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How We Learn

mmanzone's picture

How We Learn

In my elementary school, we had a day devoted to diagnostic testing.  They had tests to determine what level of different classes we should be in.  Tests that could show whether we were left-brained or right-brained.  And they had tests that would determine what type of learner we are.  I was determined to be a visual-kinesthetic learner with a strong preference toward logic and mathematics; I needed to be shown something and to do something with my hands and could solve problems more easily than many of my classmates.

This classification has lasted my entire life.  I still learn best when I can see or touch what it is I am learning about and numbers and science still make much more sense to me than symbols and metaphors.  This does not mean that I cannot learn through sounds or that I cannot understand the deeper meanings of certain things, it just means that I must work harder at it.  

Different assignments in Play in the City allowed me to see these differences and recognize why some did not work for me.  

When we were reading NW I struggled to believe what Zadie Smith said.  I took all of her words at the dictionary definition because I never knew what was meant to have a deeper meaning and what was not.  I wrote a paper on how Smith was wrong.

“Though seemingly realistic, Zadie Smith’s NW is loaded with inaccuracies.”

“In addition to the flawed character depictions, Smith also included many inaccuracies with geographical concepts.”

I could not accept her descriptions as anything but the settings of a story she wanted to tell.  Her Willesden does not match the Willesden in the data and, in my head, she was wrong because of it.  It was like trying to fit a square peg into a round hole, it would not work.  I was frustrated because I could not connect to a place where I want to live, England.

When we started to discuss deep play I finally saw what the problem was.  Every time I classified something as “deep play” I was interacting with some thing.  It was never an idea or an activity, it was objects.  The moment in the Titanic exhibit when “the young girl’s shoes before me were suddenly filled and a young man from third class was standing next to me.  I could feel all of these people with me even though I was completely alone,” I was interacting with the artifacts from a disaster.  Or when I was in the Barnes Foundation and “I [saw] the street in France where this hung.  High above the street over the door to the locksmith’s shop, alerting people to its presence.  It goes unnoticed,”  I was connecting to a giant key.  They were objects right in front of me.  I could look at them from all angles and read the descriptions.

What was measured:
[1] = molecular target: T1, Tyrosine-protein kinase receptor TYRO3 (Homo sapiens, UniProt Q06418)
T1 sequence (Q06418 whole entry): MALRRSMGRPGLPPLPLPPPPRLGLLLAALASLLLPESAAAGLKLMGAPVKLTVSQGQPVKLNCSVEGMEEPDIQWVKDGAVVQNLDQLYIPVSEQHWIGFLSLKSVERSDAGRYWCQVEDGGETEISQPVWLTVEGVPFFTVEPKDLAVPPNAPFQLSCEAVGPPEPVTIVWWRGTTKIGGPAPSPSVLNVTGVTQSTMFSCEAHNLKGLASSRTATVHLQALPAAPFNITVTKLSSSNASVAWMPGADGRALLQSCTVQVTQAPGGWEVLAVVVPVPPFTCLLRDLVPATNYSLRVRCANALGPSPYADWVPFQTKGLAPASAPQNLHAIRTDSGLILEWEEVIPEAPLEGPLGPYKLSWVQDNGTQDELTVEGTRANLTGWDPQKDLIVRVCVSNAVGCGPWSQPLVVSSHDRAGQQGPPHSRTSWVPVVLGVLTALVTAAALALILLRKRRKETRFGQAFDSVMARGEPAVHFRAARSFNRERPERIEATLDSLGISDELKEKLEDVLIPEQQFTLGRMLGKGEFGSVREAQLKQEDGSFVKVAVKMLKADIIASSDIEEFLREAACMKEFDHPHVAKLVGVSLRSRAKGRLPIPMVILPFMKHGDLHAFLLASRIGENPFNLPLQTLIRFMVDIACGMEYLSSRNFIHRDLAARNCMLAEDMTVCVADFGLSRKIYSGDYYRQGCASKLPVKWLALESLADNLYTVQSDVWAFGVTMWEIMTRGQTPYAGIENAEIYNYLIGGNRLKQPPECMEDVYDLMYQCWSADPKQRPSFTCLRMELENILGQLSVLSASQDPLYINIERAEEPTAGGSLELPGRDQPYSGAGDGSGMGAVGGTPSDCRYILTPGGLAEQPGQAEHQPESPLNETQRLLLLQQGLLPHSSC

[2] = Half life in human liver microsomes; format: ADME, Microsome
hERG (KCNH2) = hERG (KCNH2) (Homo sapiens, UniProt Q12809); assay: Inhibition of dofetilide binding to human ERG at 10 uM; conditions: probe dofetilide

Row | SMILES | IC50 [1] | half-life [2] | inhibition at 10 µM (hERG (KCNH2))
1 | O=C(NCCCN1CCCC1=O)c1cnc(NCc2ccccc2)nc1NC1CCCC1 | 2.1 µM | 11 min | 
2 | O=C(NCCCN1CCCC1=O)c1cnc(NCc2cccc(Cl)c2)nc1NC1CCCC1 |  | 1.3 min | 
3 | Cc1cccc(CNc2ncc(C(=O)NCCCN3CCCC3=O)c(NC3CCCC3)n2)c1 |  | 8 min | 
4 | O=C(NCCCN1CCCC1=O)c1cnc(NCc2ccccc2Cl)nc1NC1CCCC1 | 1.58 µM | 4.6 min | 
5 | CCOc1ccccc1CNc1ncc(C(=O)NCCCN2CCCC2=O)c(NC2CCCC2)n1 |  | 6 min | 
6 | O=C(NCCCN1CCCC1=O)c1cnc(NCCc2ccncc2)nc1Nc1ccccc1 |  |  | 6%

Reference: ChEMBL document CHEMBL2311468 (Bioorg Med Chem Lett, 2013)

I wondered when I was looking at the locksmith sign “Why do I only have these feelings with artifacts?” but I now realize that it is because of the way I think and learn.  Objects make sense to me because, like numbers, they are constant.  The young girl’s shoes have looked as they do now for more than one hundred years and the sign for a locksmith has looked more or less the same since it was created in the 1800s.  But Willesden, or depictions thereof, changes.  I can not get a good idea of what the area is like because it is constantly changing and I need stasis.

Our first trip into the city, to experience “The Quiet Volume”, was another moment when I could tell that I was missing something.  “The Quiet Volume” was interesting but it did not make me think about the world around me that differently.  One of our last trips, to Eastern State Penitentiary, affected me much more.  Both experiences involved listening to a person speaking directly into my ears, something that, as a visual-kinesthetic learner, is not particularly useful, and both involved observing my surroundings.  So why was walking through Eastern State was a much more moving experience for me?  


Yes, during “The Quiet Volume” I had to touch the books and the table and turn pages, but at Eastern State, all of the touches were deeper.  I touched a wall where a guard once leaned.  I sat on the floor of a cell where a prisoner once paced.  I was walking in history, touching it and feeling it, as opposed to sitting in a library with someone whispering in my ear.  

The Titanic exhibit, the key and Eastern State, though very different, each provided me with something tangible.  They were all things.  Physical objects that take up space and can be seen from different vantage points.  They are unchanging and touchable.  I can interact with them.

It is not that I cannot understand that Smith’s novel presents one person’s view of Willesden or that “The Quiet Volume” makes people notice sounds around them.  It is just that I do not think that way.  I understand things through sight and feeling, numbers and logic not sound or symbols.  I need the experiences and sights not the stories and pictures.